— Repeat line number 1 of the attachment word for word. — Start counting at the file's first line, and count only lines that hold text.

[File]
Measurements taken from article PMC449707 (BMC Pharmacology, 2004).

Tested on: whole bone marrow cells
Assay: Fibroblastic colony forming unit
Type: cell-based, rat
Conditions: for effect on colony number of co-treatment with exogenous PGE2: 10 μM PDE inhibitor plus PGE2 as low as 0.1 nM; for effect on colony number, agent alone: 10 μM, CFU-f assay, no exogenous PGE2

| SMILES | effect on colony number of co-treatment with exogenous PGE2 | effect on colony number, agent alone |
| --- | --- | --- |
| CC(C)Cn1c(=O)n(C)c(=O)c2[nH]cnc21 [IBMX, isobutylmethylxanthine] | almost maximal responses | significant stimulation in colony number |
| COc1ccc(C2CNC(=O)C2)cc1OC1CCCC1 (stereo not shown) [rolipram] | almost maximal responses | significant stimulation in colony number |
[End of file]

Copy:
Measurements taken from article PMC449707 (BMC Pharmacology, 2004).